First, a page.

How to Transition from Part-time to Full-time Landlord

How to Transition from Part-time to Full-time Landlord

Rental property investing comes with several advantages which you can experience as a part-time landlord. You can enjoy consistent rental income, appreciation in value, and tax advantages. You now understand the benefits of investing in real estate compared to other assets in the market. Now that you have gotten an idea of what it takes to own a rental business, it may be time to commit to it full-time. 

Being a full-time landlord means leaving your regular 9 to 5 job and taking on all the responsibilities of rental property ownership. But before you do so, you might need to make some adjustments here and there. With several years of practical property management experience under our belt, we at Home Choice Property Management offer several insights that might prove crucial while making to move from a part-time to a full-time landlord. 

Benefits of Being a Full-time Landlord 

Several benefits make being a full-time landlord lucrative: 


The first and most attractive benefit of being a full-time landlord is flexibility. Taking on this role means you are not bound by a 9 to 5 job. With standard working hours, you cannot leave to tend to your other personal issues or duties and must be at your desk for at least 40 hours every week. By being your own boss, you can decide on the hours that you want to work. 

a house figurine and keys on top of a leasing document

Cash Flow

With more time to focus on being a landlord, you can dedicate more of your resources and entrepreneurial skills to the business. You can think of ways to improve the business and grow it to meet your financial goals. 

Tax Breaks

An investment property provides a particular advantage over other types of assets. The IRS allows you to make several kinds of tax deductions reducing the taxable income at the end of the day. 

Things to Consider Before Becoming a Full-time Landlord

Consider the following tips before you have that final talk with the boss. 

Put Aside Cash for a Rainy Day 

Your property’s expenses can fluctuate throughout the year. They might come in the form of property maintenance expenses, eviction costs, or long vacancy periods. And being the landlord, you will be the one required to foot the bill. What’s more, becoming a full-time landlord means that you have no other financial backup.

But how much do you realistically need to have saved up? It’s advised that you can calculate your personal and business-related expenses and income for one year. This includes rent, transportation, food, utilities, insurance, and healthcare. With this taken into consideration, you should have a better idea of how much you need to be making and saving to ensure your needs are met.

hand holding fanned out hundred dollar bills

From our experience, you should look to save up enough money to cover expenses for at least 18 months. This amount of cash generally allows you to meet your personal and business-related financial obligations.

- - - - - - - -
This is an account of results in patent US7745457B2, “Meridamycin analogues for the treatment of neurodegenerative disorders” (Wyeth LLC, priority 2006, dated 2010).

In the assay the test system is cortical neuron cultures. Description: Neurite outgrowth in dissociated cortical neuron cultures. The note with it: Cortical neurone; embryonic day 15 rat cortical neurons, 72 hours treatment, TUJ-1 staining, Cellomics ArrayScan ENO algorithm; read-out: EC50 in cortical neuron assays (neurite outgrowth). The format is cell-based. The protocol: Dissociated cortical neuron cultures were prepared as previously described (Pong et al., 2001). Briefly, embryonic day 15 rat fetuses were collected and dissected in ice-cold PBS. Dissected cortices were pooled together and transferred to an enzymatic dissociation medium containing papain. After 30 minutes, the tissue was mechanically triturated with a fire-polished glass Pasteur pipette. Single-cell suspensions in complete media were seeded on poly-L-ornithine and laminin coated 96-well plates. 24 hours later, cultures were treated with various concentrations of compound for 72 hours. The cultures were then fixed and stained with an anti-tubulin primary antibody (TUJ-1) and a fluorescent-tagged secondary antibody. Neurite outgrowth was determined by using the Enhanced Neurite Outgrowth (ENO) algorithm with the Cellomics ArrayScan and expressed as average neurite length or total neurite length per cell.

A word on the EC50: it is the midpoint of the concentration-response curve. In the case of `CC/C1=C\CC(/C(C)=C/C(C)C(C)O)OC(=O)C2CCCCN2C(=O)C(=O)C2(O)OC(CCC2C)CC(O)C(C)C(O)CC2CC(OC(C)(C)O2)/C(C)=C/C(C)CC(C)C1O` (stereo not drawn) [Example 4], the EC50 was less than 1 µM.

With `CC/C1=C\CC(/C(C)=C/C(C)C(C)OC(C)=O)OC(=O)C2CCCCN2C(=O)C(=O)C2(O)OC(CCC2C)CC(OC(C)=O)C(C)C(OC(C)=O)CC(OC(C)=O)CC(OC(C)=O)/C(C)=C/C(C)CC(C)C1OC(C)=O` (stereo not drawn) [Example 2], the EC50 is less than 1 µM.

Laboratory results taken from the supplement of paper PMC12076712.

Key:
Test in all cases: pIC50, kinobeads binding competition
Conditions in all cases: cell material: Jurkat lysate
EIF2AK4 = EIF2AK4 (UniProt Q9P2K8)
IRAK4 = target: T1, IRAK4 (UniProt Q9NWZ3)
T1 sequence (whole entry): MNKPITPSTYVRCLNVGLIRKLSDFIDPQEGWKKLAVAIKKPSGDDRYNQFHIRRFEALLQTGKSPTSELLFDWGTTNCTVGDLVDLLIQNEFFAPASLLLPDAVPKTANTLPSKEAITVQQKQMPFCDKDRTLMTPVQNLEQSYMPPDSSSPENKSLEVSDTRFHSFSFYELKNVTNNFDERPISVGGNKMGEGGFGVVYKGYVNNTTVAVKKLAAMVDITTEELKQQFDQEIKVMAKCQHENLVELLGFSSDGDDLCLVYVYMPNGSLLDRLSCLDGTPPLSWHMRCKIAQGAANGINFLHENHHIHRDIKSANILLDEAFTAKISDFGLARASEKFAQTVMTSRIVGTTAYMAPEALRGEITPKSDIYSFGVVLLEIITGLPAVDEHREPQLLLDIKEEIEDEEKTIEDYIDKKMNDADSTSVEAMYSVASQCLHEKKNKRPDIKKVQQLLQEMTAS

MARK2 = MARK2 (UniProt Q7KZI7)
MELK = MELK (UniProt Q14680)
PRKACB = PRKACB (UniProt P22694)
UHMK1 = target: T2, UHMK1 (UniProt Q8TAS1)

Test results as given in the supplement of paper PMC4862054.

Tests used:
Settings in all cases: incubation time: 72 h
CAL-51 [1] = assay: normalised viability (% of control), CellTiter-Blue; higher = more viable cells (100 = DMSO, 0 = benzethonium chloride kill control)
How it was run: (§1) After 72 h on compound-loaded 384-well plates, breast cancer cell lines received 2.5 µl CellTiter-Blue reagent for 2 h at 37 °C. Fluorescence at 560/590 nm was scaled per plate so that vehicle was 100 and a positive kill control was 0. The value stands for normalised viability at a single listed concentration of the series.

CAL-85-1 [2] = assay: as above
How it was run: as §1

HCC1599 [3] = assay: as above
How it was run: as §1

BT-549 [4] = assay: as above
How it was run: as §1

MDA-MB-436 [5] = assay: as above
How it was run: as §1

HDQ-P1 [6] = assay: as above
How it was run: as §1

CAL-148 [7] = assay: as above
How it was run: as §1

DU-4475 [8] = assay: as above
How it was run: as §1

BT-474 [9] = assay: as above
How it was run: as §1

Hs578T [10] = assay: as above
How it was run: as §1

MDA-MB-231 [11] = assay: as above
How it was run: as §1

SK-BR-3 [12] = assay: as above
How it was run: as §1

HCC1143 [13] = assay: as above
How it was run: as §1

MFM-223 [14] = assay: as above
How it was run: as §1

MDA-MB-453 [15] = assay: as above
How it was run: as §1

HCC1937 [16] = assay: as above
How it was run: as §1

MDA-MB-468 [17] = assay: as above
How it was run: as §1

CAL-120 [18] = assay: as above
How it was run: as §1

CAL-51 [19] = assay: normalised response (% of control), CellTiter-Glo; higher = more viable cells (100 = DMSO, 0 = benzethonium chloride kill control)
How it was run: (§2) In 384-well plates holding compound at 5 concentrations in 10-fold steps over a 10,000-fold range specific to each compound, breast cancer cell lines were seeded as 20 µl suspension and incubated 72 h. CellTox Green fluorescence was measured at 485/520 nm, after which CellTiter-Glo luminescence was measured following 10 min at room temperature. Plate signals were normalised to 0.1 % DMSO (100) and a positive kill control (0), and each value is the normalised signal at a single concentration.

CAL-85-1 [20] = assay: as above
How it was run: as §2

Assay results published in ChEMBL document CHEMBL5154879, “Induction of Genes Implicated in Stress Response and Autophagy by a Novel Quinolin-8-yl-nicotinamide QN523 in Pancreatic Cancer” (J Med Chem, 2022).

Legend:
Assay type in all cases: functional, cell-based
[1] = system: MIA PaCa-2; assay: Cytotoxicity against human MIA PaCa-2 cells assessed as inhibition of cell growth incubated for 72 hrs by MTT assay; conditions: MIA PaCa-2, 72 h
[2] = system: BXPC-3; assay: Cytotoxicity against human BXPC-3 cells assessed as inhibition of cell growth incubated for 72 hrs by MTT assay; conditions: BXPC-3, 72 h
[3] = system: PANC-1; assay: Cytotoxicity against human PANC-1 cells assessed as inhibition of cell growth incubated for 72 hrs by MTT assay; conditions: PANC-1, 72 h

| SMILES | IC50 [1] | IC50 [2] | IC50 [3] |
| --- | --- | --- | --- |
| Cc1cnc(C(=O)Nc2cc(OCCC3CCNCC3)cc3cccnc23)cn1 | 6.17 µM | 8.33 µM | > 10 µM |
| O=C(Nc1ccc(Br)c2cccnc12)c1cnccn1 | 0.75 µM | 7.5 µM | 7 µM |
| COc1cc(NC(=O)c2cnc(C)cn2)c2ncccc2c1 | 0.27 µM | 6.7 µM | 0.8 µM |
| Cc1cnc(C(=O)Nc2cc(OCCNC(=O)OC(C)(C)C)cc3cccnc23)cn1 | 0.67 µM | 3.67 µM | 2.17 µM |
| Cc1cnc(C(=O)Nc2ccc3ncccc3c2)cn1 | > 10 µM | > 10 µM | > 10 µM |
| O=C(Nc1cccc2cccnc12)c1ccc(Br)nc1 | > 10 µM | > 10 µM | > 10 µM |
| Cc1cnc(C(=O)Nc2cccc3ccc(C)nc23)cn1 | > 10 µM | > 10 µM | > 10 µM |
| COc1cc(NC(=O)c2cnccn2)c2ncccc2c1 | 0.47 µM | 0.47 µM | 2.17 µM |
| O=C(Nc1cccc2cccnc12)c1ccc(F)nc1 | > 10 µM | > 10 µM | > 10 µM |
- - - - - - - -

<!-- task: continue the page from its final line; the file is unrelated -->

Build an Investment Portfolio 

The property market is known to be a stable investment. Investors want to enjoy consistent rental income and the appreciation of property values over time. However, like any other type of investment, the real estate market can be quite volatile.  As a result, you might need to diversify your portfolio to protect yourself. 

It’s best to have several rental properties in your investment portfolio before you choose to make the transition to becoming a full-time landlord. Spread your investment across several property sub-classes like residential homes, student accommodation, and commercial units.

What’s more, focus on adding one or two properties in a fiscal year. Even with a mortgage, you should be able to pay it off in due time provided the properties are in a good location and you have quality tenants locked in. This helps better protect you against market fluctuation.


This is an important element that most property owners forget about. Property is a technical asset class where those with experience and wide networks thrive. Being new to the real estate and rental industry, you will need the help of your mentors to help protect you from making costly mistakes. 

person in a red shirt meeting with someone in a white shirt

Where will you find a mentor? Attend conferences and community events hosted by real estate investors. Here, you will meet local property owners as they discuss various issues about the neighborhood and community. Befriend them and present your case to them. With them by your side and offering you small tidbits, you will get access to opportunities and information that can prove vital down the line. 

Built a Network

Real estate is capital-intensive and also relies on a lot of references. You want to build a network of people in your local community. This can consist of real estate agents, maintenance workers, accountants, and lawyers. Having a team of people you can turn to for help and industry advice will save you a lot of time, money, and stress. 

Just because you’re choosing to become a full-time landlord, doesn’t mean you need to do everything yourself. Managing properties is a big undertaking so it pays to develop local connections with industry professionals. 

Bottom Line

Being a full-time landlord means taking on a lot of extra responsibilities. Apart from selecting the ideal properties, you will need to comply with legal statutes, regularly inspect the property, collect the rent, and tend to any repairs on the property. 

Should you need someone to help you manage your rentals, rely on the leading service provider in the Southern California area, Home Choice Property Management. We manage a wide range of properties in Long Beach, Riverside County, Bernardino, and Orange County. 

With our years of experience, we can handle all your property management needs. Contact us today to learn more!